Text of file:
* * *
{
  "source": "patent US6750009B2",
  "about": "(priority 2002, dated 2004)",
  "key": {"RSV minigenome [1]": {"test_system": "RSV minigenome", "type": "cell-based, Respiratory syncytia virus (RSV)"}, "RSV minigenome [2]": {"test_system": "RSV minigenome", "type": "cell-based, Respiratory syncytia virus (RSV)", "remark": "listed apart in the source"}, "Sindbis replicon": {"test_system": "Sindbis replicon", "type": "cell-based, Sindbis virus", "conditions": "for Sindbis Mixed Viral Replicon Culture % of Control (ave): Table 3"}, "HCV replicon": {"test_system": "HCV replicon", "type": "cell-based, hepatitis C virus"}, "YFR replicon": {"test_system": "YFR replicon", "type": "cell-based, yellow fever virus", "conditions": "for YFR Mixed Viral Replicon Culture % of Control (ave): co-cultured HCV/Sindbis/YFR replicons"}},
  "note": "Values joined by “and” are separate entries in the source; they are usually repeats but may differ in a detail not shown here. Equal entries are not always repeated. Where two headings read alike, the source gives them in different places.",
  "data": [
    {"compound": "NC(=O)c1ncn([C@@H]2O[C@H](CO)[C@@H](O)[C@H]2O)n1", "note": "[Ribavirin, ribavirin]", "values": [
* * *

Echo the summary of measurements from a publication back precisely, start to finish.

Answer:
{
  "source": "patent US6750009B2",
  "about": "(priority 2002, dated 2004)",
  "key": {"RSV minigenome [1]": {"test_system": "RSV minigenome", "type": "cell-based, Respiratory syncytia virus (RSV)"}, "RSV minigenome [2]": {"test_system": "RSV minigenome", "type": "cell-based, Respiratory syncytia virus (RSV)", "remark": "listed apart in the source"}, "Sindbis replicon": {"test_system": "Sindbis replicon", "type": "cell-based, Sindbis virus", "conditions": "for Sindbis Mixed Viral Replicon Culture % of Control (ave): Table 3"}, "HCV replicon": {"test_system": "HCV replicon", "type": "cell-based, hepatitis C virus"}, "YFR replicon": {"test_system": "YFR replicon", "type": "cell-based, yellow fever virus", "conditions": "for YFR Mixed Viral Replicon Culture % of Control (ave): co-cultured HCV/Sindbis/YFR replicons"}},
  "note": "Values joined by “and” are separate entries in the source; they are usually repeats but may differ in a detail not shown here. Equal entries are not always repeated. Where two headings read alike, the source gives them in different places.",
  "data": [
    {"compound": "NC(=O)c1ncn([C@@H]2O[C@H](CO)[C@@H](O)[C@H]2O)n1", "note": "[Ribavirin, ribavirin]", "values": [